The book offers ancient historians and classical philologists a radically new approach to archaic maritime and naval history. It will also be useful to (nautical) archaeologists.
The Rationes Centesimarum, inscribed accounts of a 1 percent tax paid on sales of land by Attic corporate groups (demes, phratries etc.) to individual Athenian citizens in the 4th century B.C., are an important source for the social and economic history o f classical Athens. Although some of the fragments have been known for over a century, this book is the first comprehensive edition. In addition to a new fragment, published here for the first time, it contains revised texts of the 15 fragments already k nown, based on a fresh autopsy of the stones. This has resulted in many new readings and a new arrangement of the fragments into stelai. A translation in tabular form is followed by a textual and epigraphical commentary and full notes on the 150+ indivi duals and the 60+ corporate groups mentioned in the records, a number of them identified for the first time. Prosopographical analysis enables likely dates for the sales to be established to within a few years. This forms the basis for a final discussion chapter, which identifies the inscriptions as records of a centrally organised land sale programme probably attributable to the leading Athenian financial administrator, Lykourgos.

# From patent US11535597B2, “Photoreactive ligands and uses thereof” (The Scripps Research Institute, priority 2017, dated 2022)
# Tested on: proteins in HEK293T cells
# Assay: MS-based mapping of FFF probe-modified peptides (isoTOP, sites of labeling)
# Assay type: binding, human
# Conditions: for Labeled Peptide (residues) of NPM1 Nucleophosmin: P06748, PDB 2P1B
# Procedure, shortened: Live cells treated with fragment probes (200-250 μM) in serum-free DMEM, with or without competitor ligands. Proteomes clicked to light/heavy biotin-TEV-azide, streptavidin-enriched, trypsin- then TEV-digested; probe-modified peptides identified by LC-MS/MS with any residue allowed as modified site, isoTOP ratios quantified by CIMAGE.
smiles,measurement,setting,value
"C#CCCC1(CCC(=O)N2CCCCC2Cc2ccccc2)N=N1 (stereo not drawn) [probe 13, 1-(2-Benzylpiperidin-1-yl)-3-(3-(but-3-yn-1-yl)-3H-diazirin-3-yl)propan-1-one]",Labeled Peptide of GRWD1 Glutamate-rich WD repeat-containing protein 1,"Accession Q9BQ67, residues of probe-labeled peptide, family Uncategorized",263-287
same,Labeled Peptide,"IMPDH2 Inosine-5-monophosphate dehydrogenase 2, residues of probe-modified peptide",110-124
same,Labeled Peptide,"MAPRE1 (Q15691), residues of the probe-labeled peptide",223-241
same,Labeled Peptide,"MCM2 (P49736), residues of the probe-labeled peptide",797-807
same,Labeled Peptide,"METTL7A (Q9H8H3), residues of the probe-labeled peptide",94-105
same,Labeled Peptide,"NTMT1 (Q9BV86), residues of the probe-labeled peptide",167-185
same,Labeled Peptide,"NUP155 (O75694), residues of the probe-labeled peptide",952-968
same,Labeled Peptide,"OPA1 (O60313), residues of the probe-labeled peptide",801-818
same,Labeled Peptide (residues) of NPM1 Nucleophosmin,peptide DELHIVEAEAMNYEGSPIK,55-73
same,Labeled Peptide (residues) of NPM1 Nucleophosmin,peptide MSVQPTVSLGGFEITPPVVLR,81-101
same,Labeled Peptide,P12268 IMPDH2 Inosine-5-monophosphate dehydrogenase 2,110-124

Contents: PART ONE : SUPPLYING THE ROMAN ARMIES HERZ, P.: Die Logistik der kaiserzeitlichen Armee. Strukturelle Überlegungen. ERDKAMP, P.: The Corn Supply of the Roman Armies during the Principate (27 BC - 235 AD). CARRERAS MONTFORT, C.: The Roman military supply during the Principate. Transportation and staples. BLOIS, L. DE: Monetary policies, the soldiers’ pay and the onset of crisis in the first half of the third century AD. PART TWO : COMMUNICATIONS AND TRANSPORT HAYNES, I.: Britain’s First Information Revolution. The Roman army and the transformation of economic life. KISSEL, Th.: Road-building as a munus publicum. KOLB, A.: Army and transport. PART THREE : THE ROMAN WEST: HISPANIA, BRITANNIA AND GERMANIA DAVIES. J.L.: Soldiers, peasants, industry and towns. The Roman army in Britain. A Welsh perspective. WHITTAKER, C.R.: Supplying the army. Evidence from Vindolanda. FUNARI, P.P.A.: The consumption of olive oil in Roman Britain and the role of the army. WIERSCHOWSKI, L.: Das römische Heer und die ökonomische Entwicklung Germaniens in den ersten Jahrzehnten des 1. Jahrhunderts. REMESAL RODRIGUEZ, J.: Baetica and Germania. Notes on the concept of ‘provincial interdependence’ in the Roman Empire. KONEN, H.: Die ökonomische Bedeutung der Provinzialflotten während der Zeit des Prinzipates. PART FOUR : NORTH AFRICA AND THE EAST MORIZOT, P.: Impact de l’armée romaine sur l’économie de l’Afrique. ROTH, J.: The army and the economy in Judaea and Palestine. ALSTON, R.: Managing the frontiers. Supplying the frontier troops in the sixth and seventh centuries.